Thursday, October 17, 2002
Naranjo Backers File Complaints Over Renetzky’s Ballot Designation
By a MetNews Staff Writer
A Santa Clarita couple has complained to the State Bar and other agencies that Los Angeles Superior Court candidate Craig Renetzky is misleading the public by calling himself a “Prosecutor/Law Professor” on the Nov. 5 ballot.
Glenn and Linda Hollingsworth, who identified themselves as supporters of Renetzky’s opponent, Richard Naranjo, said the “Law Professor” part of the designation “is incorrect, misleading, and violates several provisions of the Ballot Designation Regulations, the California Elections Code, the California Government Codes, the California Rules of Professional Conduct and the California Code of Judicial Ethics.”
Rentezky and Naranjo are both deputy district attorneys, and were the leading vote-getters in the March primary for the seat of Judge Richard Spann, who did not seek reelection. Both candidates filed amended ballot designations after the primary, in which Naranjo was listed as “Deputy District Attorney” and Renetzky as “Criminal Prosecutor.”
Naranjo took the “Criminal Prosecutor” designation for the general election, noting, he told the MetNews, that it seems to be the preferred designation of his colleagues running for the bench. Renetzky revised his designation after he started teaching a law-related class at Los Angeles Valley College in the current semester.
The Hollingsworths yesterday provided the MetNews with copies of their complaints, which they said they filed with the county-registrar/recorder, the Los Angeles County Bar Association, the district attorney, and the Fair Political Practices Commission, as well as the State Bar.
Renetzky did not return a phone call for comment, but his campaign consultant, Fred Huebscher, said the designation was appropriate because “Mr Renetzky is teaching a class about law.”
Huebscher cited Los Angeles Superior Court Judge David Yaffe’s ruling two years ago, in which he allowed then-South Bay Municipal Court Commissioner Douglas Carnahan to be listed as a “Court Commissioner/Professor” in his bid for the Los Angeles Superior Court.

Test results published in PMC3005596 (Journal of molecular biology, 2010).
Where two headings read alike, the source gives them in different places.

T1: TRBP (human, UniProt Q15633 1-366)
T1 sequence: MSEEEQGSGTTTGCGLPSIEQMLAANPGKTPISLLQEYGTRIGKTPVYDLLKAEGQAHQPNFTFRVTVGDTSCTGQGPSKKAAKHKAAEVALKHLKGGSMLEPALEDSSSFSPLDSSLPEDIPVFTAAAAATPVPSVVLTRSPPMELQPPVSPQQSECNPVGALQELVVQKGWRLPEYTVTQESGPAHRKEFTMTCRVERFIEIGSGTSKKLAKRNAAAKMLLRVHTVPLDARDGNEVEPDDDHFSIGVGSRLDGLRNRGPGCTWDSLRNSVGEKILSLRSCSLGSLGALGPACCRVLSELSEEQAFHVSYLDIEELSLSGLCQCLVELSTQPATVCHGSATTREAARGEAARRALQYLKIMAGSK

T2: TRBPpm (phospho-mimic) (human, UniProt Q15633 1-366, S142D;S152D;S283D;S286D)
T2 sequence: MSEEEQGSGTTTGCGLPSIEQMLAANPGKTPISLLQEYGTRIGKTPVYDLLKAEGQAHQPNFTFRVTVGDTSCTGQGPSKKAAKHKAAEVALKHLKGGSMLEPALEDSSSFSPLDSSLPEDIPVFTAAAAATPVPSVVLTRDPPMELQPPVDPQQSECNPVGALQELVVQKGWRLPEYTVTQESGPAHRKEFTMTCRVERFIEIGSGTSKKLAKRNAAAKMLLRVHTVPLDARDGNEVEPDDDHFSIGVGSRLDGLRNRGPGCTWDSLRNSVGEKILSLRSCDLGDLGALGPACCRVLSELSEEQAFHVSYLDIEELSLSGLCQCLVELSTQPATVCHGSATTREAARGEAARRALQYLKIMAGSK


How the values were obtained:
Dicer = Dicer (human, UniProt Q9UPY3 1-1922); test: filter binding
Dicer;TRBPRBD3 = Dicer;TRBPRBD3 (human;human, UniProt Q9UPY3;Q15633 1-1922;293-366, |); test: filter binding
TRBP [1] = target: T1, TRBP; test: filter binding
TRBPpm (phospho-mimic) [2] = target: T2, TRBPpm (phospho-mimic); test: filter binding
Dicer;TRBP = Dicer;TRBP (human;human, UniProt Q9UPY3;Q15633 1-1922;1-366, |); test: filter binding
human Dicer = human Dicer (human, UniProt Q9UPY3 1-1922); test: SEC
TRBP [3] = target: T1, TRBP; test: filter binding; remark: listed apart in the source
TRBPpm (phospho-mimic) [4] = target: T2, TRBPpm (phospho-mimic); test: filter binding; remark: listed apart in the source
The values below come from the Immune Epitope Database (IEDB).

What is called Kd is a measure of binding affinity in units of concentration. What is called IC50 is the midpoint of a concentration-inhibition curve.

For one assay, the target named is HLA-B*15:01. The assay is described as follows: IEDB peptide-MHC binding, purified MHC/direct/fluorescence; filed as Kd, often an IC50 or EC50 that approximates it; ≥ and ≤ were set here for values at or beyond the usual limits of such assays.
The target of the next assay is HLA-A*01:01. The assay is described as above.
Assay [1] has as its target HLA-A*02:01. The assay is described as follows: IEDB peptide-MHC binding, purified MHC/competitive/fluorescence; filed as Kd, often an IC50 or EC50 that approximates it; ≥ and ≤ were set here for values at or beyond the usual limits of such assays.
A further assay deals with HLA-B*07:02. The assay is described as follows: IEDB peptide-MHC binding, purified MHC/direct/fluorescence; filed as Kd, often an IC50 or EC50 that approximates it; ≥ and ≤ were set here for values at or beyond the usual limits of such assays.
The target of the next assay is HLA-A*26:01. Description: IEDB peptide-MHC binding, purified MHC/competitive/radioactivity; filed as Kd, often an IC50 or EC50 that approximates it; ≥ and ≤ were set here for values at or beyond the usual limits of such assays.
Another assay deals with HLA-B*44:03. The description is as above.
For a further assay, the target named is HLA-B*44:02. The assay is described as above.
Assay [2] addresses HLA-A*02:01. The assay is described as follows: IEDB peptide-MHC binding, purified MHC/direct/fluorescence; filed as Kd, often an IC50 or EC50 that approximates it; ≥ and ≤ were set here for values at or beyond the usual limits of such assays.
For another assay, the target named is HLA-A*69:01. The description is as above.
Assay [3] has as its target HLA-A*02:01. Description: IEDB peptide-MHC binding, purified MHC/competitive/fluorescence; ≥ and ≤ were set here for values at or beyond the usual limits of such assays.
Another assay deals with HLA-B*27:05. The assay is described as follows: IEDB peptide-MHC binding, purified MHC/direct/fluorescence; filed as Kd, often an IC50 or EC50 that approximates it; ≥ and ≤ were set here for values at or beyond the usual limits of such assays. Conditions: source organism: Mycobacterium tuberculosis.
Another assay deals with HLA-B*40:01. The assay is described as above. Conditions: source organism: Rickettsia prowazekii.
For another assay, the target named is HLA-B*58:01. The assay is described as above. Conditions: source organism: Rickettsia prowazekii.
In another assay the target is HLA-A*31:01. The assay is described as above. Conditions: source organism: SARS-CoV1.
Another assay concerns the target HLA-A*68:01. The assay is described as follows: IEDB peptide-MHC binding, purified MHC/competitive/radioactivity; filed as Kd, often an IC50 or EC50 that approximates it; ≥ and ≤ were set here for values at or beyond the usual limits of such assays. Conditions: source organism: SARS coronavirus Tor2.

Carnahan’s five-to-eight-hour-per-week position, teaching a course for aspiring paralegals at El Camino Community College in Torrance for which he was paid $4,000 annually, represented “substantial and significant” involvement with the college, Yaffe said. The term “professor,” he concluded, was properly used in its general sense, even if it was not Carnahan’s official title.
Carnahan later lost the election to then-Deputy District Attorney Katherine Mader, a Huebscher client.
While Yaffe’s ruling was not appealed, and therefore does not constitute precedent in the legal sense, the import of the decision is that “anyone teaching a class at an institution of higher learning may call himself a professor,” the Hermosa Beach-based consultant said.
“To believe...that this is misleading is ridiculous,” he added.
Linda Hollingsworth, who identified herself as a “marketing director/homemaker” and member of Naranjo’s campaign committee, disagreed.
The term “law professor” would normally be understood as referring to someone who teaches at a law school and holds the academic title of “professor,” she said. “The academic community does not let people who are not professors call themselves professors,” she commented.
She added that “anyone who is running for judge should be held to the highest ethical standards.”
Hollingsworth said she had been promised an investigation by the Los Angeles County Bar Association, which has a set of guidelines for candidates and a Fair Judicial Election Practices Committee. The committee has no judicial authority, but issues public findings on complaints.
The committee chair, Barbara Yanow Johnson, could not be reached yesterday for comment.
The State Bar of California has jurisdiction, under a 1997 rule, to investigate and discipline attorneys running for judge who engage in conduct which violates Canon 5 of the Code of Judicial Ethics, which, among other things, prohibits false and deceptive campaigning. The State Bar does not comment on complaints at the investigatory stage, however, and Hollingsworth indicated she had not received a response from it.
Chief Deputy Registrar-Recorder/County Clerk Kristin Heffron said she had not seen Hollingsworth’s complaint, but was familiar with the issue because Naranjo had complained. There was nothing that could be done by her office, she explained, because the designation is lawful on its face and Naranjo failed to seek a writ from the Superior Court.
“We told [Naranjo] that...we do not have the ability to investigate ballot designations...we have hundreds of candidates and [investigating] is not something we are required to do,” Heffron said. “On its face, there is nothing wrong with the designation that [Renetzky] chose.”
Copyright 2002, Metropolitan News Company